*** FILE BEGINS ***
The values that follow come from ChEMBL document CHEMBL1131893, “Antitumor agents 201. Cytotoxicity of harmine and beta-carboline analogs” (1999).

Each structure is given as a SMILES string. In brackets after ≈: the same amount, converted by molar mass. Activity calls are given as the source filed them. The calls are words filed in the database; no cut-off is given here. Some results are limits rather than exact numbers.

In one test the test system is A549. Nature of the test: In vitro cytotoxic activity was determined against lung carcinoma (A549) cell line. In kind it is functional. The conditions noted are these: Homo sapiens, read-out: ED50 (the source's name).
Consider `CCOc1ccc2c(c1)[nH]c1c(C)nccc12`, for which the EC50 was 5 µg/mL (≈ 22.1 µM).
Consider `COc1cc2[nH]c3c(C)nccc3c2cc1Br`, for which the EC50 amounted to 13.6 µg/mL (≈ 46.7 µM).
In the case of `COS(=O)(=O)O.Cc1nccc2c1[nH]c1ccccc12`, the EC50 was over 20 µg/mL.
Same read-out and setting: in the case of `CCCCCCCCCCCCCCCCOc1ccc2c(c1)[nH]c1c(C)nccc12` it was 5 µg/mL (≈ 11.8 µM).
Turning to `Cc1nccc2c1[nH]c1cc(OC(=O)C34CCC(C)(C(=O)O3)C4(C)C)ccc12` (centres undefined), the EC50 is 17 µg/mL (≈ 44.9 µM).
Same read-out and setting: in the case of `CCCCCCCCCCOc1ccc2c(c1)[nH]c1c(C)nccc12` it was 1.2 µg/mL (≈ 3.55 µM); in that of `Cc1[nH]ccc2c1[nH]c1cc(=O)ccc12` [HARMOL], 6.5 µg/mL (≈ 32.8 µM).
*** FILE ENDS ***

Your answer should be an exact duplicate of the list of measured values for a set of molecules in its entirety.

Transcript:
The values that follow come from ChEMBL document CHEMBL1131893, “Antitumor agents 201. Cytotoxicity of harmine and beta-carboline analogs” (1999).

Each structure is given as a SMILES string. In brackets after ≈: the same amount, converted by molar mass. Activity calls are given as the source filed them. The calls are words filed in the database; no cut-off is given here. Some results are limits rather than exact numbers.

In one test the test system is A549. Nature of the test: In vitro cytotoxic activity was determined against lung carcinoma (A549) cell line. In kind it is functional. The conditions noted are these: Homo sapiens, read-out: ED50 (the source's name).
Consider `CCOc1ccc2c(c1)[nH]c1c(C)nccc12`, for which the EC50 was 5 µg/mL (≈ 22.1 µM).
Consider `COc1cc2[nH]c3c(C)nccc3c2cc1Br`, for which the EC50 amounted to 13.6 µg/mL (≈ 46.7 µM).
In the case of `COS(=O)(=O)O.Cc1nccc2c1[nH]c1ccccc12`, the EC50 was over 20 µg/mL.
Same read-out and setting: in the case of `CCCCCCCCCCCCCCCCOc1ccc2c(c1)[nH]c1c(C)nccc12` it was 5 µg/mL (≈ 11.8 µM).
Turning to `Cc1nccc2c1[nH]c1cc(OC(=O)C34CCC(C)(C(=O)O3)C4(C)C)ccc12` (centres undefined), the EC50 is 17 µg/mL (≈ 44.9 µM).
Same read-out and setting: in the case of `CCCCCCCCCCOc1ccc2c(c1)[nH]c1c(C)nccc12` it was 1.2 µg/mL (≈ 3.55 µM); in that of `Cc1[nH]ccc2c1[nH]c1cc(=O)ccc12` [HARMOL], 6.5 µg/mL (≈ 32.8 µM).